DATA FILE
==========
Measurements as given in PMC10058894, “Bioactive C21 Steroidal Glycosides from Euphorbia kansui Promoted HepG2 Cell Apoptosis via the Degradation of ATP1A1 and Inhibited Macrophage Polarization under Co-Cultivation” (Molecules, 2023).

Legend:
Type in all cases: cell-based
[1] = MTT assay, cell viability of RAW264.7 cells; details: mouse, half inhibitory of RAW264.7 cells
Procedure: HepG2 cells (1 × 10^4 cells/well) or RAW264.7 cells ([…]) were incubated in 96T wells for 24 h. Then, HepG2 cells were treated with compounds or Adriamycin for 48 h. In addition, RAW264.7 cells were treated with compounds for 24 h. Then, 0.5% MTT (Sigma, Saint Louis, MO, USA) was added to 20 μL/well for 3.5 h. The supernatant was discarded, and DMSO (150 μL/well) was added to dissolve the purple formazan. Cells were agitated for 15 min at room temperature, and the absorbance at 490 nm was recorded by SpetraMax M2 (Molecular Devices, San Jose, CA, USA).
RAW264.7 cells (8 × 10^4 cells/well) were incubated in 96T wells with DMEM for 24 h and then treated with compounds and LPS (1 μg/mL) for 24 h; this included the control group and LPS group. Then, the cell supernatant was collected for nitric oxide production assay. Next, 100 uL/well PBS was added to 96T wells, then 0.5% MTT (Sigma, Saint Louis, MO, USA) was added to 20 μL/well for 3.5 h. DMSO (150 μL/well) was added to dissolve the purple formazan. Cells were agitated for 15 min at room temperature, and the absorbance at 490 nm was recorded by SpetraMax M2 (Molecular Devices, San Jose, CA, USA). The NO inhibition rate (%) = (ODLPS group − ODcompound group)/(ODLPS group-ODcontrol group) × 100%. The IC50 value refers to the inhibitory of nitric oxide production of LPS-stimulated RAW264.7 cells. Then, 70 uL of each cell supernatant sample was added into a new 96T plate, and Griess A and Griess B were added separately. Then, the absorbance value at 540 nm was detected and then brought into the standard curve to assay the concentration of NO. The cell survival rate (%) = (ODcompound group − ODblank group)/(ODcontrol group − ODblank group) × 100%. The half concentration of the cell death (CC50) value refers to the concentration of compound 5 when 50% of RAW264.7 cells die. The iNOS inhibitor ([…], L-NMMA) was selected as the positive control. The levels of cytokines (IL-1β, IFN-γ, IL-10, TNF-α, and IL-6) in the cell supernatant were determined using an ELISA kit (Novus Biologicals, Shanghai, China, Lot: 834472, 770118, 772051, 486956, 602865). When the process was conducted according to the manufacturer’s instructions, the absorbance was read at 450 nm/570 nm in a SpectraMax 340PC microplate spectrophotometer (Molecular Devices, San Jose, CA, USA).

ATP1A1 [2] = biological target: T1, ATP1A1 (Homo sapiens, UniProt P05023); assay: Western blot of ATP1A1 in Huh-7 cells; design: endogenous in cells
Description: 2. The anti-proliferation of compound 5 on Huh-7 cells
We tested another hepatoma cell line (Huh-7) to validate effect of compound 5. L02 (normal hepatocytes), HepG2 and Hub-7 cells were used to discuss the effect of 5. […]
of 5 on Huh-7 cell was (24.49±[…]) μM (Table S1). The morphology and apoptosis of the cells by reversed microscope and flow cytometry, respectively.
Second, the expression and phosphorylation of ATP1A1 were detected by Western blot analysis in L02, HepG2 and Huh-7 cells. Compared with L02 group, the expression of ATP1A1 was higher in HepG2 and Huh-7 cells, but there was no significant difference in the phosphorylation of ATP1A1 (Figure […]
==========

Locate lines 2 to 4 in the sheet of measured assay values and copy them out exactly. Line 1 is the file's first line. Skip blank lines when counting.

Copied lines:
Legend:
Type in all cases: cell-based
[1] = MTT assay, cell viability of RAW264.7 cells; details: mouse, half inhibitory of RAW264.7 cells